'I don't know of any other ways to lose:' Why do Bills fans put up with the heartache?

Bob Chavez, Gary Craig
Rochester Democrat and Chronicle

There are NFL fans who can rank their team's championships from least to most memorable.

But Buffalo Bills fans?

They have no NFL championships to remember and instead are left ranking the losses that aren’t just losses. They’re losses that crush the soul.

There’s Wide Right in the 1991 Super Bowl, a loss so memorable it even has its own Wikipedia page

The Music City Miracle in 2000 was a stunner against the Tennessee Titans and it brought scientists into the discussion after they broke out protractors and physics equations to determine if it was a forward pass or lateral on the winning play for the Titans.

And now, the Crusher in Kansas City.

It was just another heartbreak for Bills fans.

Fans of the Buffalo Bills rode an emotional roller coaster during Sunday's playoff game against the Kansas City Chiefs.

“I honestly believe we have lost every way we can possibly lose,” said Chris Birch, 52, of Canandaigua and a Bills fan since fourth grade. “I don’t know of any other ways to lose unless they change the rules and we lose by the new rules.”

"It's weird," said Birch. "It's almost like I've come to expect something bad is going to happen. I wasn't even (angry). I was more in awe, like, not again!"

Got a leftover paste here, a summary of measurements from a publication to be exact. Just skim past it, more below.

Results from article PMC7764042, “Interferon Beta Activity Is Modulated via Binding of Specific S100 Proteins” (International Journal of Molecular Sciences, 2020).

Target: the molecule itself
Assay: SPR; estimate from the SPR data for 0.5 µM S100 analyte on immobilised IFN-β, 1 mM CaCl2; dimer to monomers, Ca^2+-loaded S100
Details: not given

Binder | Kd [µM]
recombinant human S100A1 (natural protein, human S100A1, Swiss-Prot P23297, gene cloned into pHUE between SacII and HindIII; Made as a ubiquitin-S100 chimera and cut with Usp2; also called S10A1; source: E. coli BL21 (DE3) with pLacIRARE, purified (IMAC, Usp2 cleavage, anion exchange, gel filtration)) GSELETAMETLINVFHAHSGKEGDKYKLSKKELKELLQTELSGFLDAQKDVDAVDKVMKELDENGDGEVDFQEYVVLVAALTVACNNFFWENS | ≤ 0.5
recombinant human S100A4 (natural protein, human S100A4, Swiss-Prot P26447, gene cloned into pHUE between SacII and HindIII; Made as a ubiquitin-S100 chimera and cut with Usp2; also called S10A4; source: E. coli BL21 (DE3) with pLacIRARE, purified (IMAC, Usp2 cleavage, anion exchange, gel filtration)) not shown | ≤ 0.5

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Birch said he's a regular listener to sports talk radio the day after a game to hear opinions and analysis from the game. But not after this one.

"I've avoided the radio all day today," he said. "I don't want to hear it."

Jim Richardson, now 60, began attending Bills’ games more than 40 years ago, and sees the team as an extension of Buffalo and the region. He, too, was devastated with the loss.

Bills' fan and postal carrier Jim Richardson received support from his neighbors during his continuing treatment for colon cancer.

“I just think Buffalo and the whole area consider themselves underdogs, and are constantly picked on for the four Super Bowl losses and by the national media,” said Richardson, a postal carrier who lives in Henrietta. “We just take pride. It’s like a blue-collar work ethic and Josh Allen, the way he plays, it’s perfect for Buffalo.

Richardson is now undergoing chemotherapy for colon cancer, and the Bills provided him and his family with a pastime to focus on.

“It was a positive distraction,” he said. “It was something else I could focus on. I’ll get over this in a few months and soldier on.”

Richardson’s neighbors found ways to support him during treatment, recognizing his love of the Bills. Neighbors and families on his postal route placed Bills signs in their yards for him.

“My entire neighborhood put up “Billieve” signs to support my cancer journey, even if they weren’t Bills fans,” he said. “That was classic Bills fan stuff.”

Former Canandaigua quarterback Jon Davern, left, and former Canandaigua coach Mike Foster, attended Sunday's playoff game in Kansas City.